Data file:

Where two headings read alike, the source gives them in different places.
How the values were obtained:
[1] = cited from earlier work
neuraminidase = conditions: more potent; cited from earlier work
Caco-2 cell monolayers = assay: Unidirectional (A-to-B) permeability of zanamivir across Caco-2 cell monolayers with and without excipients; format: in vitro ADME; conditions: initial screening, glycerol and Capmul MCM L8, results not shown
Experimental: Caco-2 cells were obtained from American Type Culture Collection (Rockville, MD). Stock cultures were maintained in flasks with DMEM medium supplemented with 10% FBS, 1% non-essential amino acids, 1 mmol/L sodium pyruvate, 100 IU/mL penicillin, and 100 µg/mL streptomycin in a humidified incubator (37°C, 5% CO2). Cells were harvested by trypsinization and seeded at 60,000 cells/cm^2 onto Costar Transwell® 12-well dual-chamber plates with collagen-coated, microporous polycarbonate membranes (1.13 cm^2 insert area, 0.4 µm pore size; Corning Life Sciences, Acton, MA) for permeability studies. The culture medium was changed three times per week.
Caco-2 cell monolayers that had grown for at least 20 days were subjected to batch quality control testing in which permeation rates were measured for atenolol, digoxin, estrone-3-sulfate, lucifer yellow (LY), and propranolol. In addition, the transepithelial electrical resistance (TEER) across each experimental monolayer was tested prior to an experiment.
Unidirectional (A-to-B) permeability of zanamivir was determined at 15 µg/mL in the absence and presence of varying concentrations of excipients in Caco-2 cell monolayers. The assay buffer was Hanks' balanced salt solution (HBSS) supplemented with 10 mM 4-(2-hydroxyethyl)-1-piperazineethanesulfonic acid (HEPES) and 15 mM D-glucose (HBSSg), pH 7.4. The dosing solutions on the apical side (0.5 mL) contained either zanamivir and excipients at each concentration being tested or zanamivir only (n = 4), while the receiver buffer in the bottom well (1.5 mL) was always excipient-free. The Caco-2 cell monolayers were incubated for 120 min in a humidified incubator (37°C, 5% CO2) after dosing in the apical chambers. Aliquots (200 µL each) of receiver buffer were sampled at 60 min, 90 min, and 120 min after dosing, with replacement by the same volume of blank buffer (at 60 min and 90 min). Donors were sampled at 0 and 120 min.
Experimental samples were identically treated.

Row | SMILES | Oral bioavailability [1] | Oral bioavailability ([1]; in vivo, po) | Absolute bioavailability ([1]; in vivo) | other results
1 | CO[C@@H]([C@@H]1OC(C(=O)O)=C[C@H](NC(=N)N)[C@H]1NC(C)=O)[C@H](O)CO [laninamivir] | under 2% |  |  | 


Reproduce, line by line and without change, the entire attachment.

Where two headings read alike, the source gives them in different places.
How the values were obtained:
[1] = cited from earlier work
neuraminidase = conditions: more potent; cited from earlier work
Caco-2 cell monolayers = assay: Unidirectional (A-to-B) permeability of zanamivir across Caco-2 cell monolayers with and without excipients; format: in vitro ADME; conditions: initial screening, glycerol and Capmul MCM L8, results not shown
Experimental: Caco-2 cells were obtained from American Type Culture Collection (Rockville, MD). Stock cultures were maintained in flasks with DMEM medium supplemented with 10% FBS, 1% non-essential amino acids, 1 mmol/L sodium pyruvate, 100 IU/mL penicillin, and 100 µg/mL streptomycin in a humidified incubator (37°C, 5% CO2). Cells were harvested by trypsinization and seeded at 60,000 cells/cm^2 onto Costar Transwell® 12-well dual-chamber plates with collagen-coated, microporous polycarbonate membranes (1.13 cm^2 insert area, 0.4 µm pore size; Corning Life Sciences, Acton, MA) for permeability studies. The culture medium was changed three times per week.
Caco-2 cell monolayers that had grown for at least 20 days were subjected to batch quality control testing in which permeation rates were measured for atenolol, digoxin, estrone-3-sulfate, lucifer yellow (LY), and propranolol. In addition, the transepithelial electrical resistance (TEER) across each experimental monolayer was tested prior to an experiment.
Unidirectional (A-to-B) permeability of zanamivir was determined at 15 µg/mL in the absence and presence of varying concentrations of excipients in Caco-2 cell monolayers. The assay buffer was Hanks' balanced salt solution (HBSS) supplemented with 10 mM 4-(2-hydroxyethyl)-1-piperazineethanesulfonic acid (HEPES) and 15 mM D-glucose (HBSSg), pH 7.4. The dosing solutions on the apical side (0.5 mL) contained either zanamivir and excipients at each concentration being tested or zanamivir only (n = 4), while the receiver buffer in the bottom well (1.5 mL) was always excipient-free. The Caco-2 cell monolayers were incubated for 120 min in a humidified incubator (37°C, 5% CO2) after dosing in the apical chambers. Aliquots (200 µL each) of receiver buffer were sampled at 60 min, 90 min, and 120 min after dosing, with replacement by the same volume of blank buffer (at 60 min and 90 min). Donors were sampled at 0 and 120 min.
Experimental samples were identically treated.

Row | SMILES | Oral bioavailability [1] | Oral bioavailability ([1]; in vivo, po) | Absolute bioavailability ([1]; in vivo) | other results
1 | CO[C@@H]([C@@H]1OC(C(=O)O)=C[C@H](NC(=N)N)[C@H]1NC(C)=O)[C@H](O)CO [laninamivir] | under 2% |  |  | 